2013-03-08 / Community
Metal dust ignites fire in Simi building
Firefighters, police and a hazmat team were called out to a Simi Valley industrial building Tuesday after metal dust ignited a fire within a machine shop’s duct work.
Altogether, 40 firefighters and Simi Valley Police officers were on scene and about 70 employees were evacuated from the business.
The call of a structure fire in the 1700 block of Voyager Avenue came in to the Ventura County Fire Department just after 10 a.m. March 5.
The fire was situated in a space occupied by RSA Engineered Products at 1785 Voyager Ave. The large building is in a commercial complex just off Royal Avenue, west of Tapo Canyon Road.
RSA is a company that designs, develops, manufactures, tests and qualifies products for the aerospace and defense industries.
According to Capt. Mike Lindbery, public information officer for the fire department, the fire was caused by burning aluminum dust in the duct work. The machine shop has a dust collection system that is supposed to expel metal dust through the ducting.
“Dust from metals is highly combustible, and if it comes in contact with a heat source you can have quite a fire,” Lindbery said. “The occupants of the machine shop noticed smoke up at the ceiling level dropping about three feet out of the registers.”
The workers called 911. Firefighters investigated the blaze and determined it was a metal dust fire, which cannot be put out in the traditional way.
“They are water-reactive. We can’t use water to fight these fires,” Lindbery said. “It basically makes the fires bigger.”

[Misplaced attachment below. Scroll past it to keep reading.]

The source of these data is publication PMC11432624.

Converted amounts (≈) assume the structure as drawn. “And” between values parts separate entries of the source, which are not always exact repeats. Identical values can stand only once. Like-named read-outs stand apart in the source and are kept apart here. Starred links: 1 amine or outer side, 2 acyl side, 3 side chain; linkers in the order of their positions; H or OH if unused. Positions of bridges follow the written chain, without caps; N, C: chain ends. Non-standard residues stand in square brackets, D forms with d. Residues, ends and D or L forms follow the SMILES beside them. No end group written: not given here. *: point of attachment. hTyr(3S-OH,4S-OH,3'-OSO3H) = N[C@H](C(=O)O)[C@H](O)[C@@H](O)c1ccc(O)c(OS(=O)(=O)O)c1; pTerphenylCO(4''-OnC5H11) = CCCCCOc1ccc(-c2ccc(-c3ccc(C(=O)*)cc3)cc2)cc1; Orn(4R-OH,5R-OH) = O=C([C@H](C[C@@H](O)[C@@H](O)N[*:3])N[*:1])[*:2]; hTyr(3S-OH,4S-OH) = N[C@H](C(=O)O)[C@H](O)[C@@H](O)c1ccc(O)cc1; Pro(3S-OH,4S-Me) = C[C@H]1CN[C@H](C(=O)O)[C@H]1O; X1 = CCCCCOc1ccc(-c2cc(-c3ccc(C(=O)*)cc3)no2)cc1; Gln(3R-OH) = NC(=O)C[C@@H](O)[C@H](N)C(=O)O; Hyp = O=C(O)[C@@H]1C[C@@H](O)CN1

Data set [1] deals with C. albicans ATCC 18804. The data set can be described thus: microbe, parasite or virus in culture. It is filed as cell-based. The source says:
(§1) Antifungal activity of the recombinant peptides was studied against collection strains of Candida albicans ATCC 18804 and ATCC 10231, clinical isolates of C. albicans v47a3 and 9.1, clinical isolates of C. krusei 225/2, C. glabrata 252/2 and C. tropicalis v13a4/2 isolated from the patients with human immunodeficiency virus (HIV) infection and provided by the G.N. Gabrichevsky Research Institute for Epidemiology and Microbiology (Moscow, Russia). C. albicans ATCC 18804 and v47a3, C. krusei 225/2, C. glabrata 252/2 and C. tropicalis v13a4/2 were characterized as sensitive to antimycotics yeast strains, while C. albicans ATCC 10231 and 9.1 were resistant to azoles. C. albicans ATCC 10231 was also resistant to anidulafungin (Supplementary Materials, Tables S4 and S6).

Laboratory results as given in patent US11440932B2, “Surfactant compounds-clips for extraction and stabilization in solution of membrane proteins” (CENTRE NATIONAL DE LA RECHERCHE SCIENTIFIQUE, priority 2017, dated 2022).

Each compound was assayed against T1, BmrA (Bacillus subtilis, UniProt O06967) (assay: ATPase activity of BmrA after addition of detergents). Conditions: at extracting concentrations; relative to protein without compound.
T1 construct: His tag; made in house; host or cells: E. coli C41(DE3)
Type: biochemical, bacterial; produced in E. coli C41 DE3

As a result, responding firefighters pulled back and the department’s hazmat, or hazardous materials, unit was called out, the captain said.
The hazmat crew sealed off both sides of the duct to eliminate the ability for the fire to travel, Lindbery said, and to let it burn out all the fuel and oxygen in the area.
The fire was largely out by 11 a.m. At that time, fire department personnel were using thermal imaging cameras to check the duct, looking for heat to see if it was cooling off.
Firefighters were also monitoring the air to check for toxic gases.
With the time to do so, Lindbery said, firefighters were “slowly and methodically” dealing with the incident rather than opening up the duct and running the risk of creating a more serious fire.
Ultimately, the hazmat team did not need to inject a dry chemical extinguishing agent into the duct. The fire burned out and the duct cooled off to a normal temperature on its own, Lindbery said.
Once firefighters determined the air was free of any hazardous gases, the business employees were able to re-enter the building, which had suffered little damage.
“Closing those damper doors actually had a real favorable effect on everything,” Lindbery said.